What Does a REAL Man Mean to You?


When we think of a man, we often think of masculinity. But are all men masculine? Do they need to be masculine?

That’s the way many men think about how they should be. This is not necessarily what girls and women think.

I asked a question to several females I know, ranging from Asians to Westerners and from 15-year-old teenagers to a 30-year-old woman. The question is, “What does a real man mean to you?”

Very few of the responses claimed a man needs to be strong! In fact, many think a real man is much more than just their appearance.

“If a person identifies himself as a man, he’s a real man,” Vornsar Ses, my close friend, mentioned. Similarly, Samantha Cody, a learning facilitator at Liger wrote to me, “I would say, my idea of a ‘real man’ is: a person who wants to be called a man. Pretty simple, but that’s about my only standard–you’re a “real man” if you identify as a man, nothing more required or expected of you.” The same idea is said by Cara Shelton, another learning facilitator, “… a real man must want to identify as a man.”

Some said to be a real man, you just need to exist!

“He should physically exist!” Sreynith Sam, another friend of mine, briefly said.

Despite those simple requirements, there are some characteristics that an ideal man should have. Cara genuinely expressed, “there is not much more ‘real’ a man needs other than existing. However, I would be lying if I said I didn’t have certain ideas of an ideal man or “real man” in the colloquial sense.” She continued, “he sees and treats women as equals and acknowledges that the expectations and roles we all participate in are socially created and not natural because of our sex. He applies the traditions or practices of being a “gentleman” to all people and all manners of his life.”

Alice Dimitroulis, a teenage girl from Australia, eloquently said, “for me, a real man doesn’t necessarily have to do with physical appearance. I understand the term itself is sometimes used to challenge a man’s confidence, for example ‘you’re not a real man if you can’t lift those heavy weights.’” She went on to say that a real man should be honest with himself, doesn’t fall into peer pressure, doesn’t worry about being the best, and doesn’t take offense when others say he’s not a real man. Likewise, Cara remarked, “A real man is not threatened by successful, powerful women.”

A Korean teenager, Soyeon Lee, responded that there are a few aspects of an ideal man, “for me, ‘real man’ is [someone] who is good at his own area such as debate, sports or math(ability), a warm-hearted man(personality), and look nice at least to me(appearance).” Comparably, one of my friends feels that a real man is someone who “people can depend on, able to learn from his mistakes, does what is necessary, could make people around him smile [and] respectful”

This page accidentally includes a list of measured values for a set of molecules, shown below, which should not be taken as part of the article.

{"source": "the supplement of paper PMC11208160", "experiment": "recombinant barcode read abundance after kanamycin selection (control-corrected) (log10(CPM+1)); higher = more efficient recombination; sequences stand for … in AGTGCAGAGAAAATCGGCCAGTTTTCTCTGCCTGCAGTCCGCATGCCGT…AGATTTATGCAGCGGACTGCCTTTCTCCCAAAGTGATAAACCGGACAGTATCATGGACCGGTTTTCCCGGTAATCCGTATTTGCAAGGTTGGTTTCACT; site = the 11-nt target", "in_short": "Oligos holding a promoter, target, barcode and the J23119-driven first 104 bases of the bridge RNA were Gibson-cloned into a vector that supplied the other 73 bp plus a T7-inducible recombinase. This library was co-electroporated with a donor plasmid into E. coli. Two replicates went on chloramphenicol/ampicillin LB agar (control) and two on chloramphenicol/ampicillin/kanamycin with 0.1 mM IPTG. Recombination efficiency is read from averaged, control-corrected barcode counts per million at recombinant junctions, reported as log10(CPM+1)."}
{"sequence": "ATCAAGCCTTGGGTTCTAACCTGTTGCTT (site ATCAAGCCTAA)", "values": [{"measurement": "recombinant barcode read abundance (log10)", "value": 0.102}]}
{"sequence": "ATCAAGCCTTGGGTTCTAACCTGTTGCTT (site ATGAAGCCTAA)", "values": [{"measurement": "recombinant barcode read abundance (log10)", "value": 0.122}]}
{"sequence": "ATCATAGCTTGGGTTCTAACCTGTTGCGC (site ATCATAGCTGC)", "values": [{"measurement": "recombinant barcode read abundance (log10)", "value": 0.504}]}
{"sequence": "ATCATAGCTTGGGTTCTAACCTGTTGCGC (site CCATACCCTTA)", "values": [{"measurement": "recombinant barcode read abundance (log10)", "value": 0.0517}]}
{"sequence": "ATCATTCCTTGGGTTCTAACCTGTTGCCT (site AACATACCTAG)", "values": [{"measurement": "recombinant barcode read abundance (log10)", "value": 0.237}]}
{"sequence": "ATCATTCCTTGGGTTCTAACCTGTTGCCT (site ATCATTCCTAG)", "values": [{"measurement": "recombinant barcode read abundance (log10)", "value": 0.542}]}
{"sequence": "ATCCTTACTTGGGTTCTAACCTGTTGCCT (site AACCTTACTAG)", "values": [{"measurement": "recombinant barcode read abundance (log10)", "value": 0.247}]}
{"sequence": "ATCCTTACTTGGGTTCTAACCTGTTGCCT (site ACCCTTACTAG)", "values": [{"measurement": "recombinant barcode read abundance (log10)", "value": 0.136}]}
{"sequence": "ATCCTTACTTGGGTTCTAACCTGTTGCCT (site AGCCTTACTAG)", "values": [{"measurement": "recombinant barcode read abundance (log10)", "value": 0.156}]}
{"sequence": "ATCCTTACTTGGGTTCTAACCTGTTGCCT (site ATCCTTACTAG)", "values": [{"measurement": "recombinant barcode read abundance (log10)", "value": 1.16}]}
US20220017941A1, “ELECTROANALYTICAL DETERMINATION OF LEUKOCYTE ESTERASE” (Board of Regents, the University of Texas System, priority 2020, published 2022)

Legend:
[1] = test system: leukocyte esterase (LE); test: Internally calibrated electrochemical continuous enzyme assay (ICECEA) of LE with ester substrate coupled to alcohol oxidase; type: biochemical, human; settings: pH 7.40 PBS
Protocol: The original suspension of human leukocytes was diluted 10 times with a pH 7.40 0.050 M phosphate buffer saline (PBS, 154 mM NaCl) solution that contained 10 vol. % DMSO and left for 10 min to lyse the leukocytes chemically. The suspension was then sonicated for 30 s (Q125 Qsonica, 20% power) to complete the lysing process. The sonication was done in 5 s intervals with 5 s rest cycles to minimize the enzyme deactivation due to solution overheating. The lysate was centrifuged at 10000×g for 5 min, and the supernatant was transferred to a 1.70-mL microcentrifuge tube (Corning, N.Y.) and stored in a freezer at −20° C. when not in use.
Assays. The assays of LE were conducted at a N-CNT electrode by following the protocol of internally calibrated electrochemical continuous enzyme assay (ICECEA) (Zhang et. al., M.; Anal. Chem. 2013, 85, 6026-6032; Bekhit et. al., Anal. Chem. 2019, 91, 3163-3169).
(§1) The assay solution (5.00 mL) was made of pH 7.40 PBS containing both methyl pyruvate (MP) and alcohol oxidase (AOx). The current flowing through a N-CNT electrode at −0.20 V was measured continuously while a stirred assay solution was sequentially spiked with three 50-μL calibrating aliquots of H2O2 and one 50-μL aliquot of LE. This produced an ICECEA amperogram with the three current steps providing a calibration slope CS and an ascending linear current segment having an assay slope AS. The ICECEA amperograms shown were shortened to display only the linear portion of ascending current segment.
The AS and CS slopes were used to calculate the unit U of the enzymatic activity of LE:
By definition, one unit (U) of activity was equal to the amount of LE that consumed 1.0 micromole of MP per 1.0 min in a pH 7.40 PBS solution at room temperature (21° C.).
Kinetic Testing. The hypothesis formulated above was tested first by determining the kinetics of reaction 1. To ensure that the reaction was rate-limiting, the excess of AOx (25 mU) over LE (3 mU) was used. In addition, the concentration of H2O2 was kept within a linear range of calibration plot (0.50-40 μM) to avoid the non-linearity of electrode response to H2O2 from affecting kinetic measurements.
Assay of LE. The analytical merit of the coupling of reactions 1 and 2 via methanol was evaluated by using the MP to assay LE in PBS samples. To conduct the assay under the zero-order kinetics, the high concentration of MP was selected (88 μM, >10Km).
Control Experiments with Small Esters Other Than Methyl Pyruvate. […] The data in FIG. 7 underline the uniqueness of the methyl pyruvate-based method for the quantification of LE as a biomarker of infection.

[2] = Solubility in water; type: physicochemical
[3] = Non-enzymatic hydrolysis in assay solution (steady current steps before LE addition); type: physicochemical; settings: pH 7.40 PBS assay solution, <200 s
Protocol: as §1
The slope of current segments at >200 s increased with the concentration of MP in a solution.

Respect and appreciation are also essential ingredients of a real man. Many said they should admire others around them, especially women. Sreynith believes a real man is “a man who respects women and does not humiliate them.” Another friend of mine commented, “He’s grown up and respectful. He should be a feminist, not going against anyone. He should be a wise man to be a real man.” Cara made a few other points about different aspects of appreciation, “a real man is not homophobic. A real man tries to avoid language that is offensive and stereotypical. A real man can appreciate and admire female beauty while also controlling himself and remaining loyal (if he decided to be in a relationship).”

I’ve been communicating other women’s perspectives of men, but I haven’t revealed anything about my idea of a real man. An ideal man to me is all of the above. I know that a man can’t be all those things, so to me, the most important characteristic is that a real man is able to show his emotions when necessary. Although many people consider this expression as weak, it’s not in my opinion. I clearly remembered a statement and fell in love with it ever since. The statement was made by Arn Chorn Pond, the founder of Cambodian Living Arts, and he said, “It takes a real man to cry.”

I’m clearly aware that different people have different views of what a real man is. Our opinions on a real man might be different from those of our best friends or parents and grandparents. There is no one definition of a real man. Everyone of us needs to acknowledge this fact and encourage men to be whoever they want, regardless of whether they fit in our definition of a real man or not.


Author: Thiny Tep

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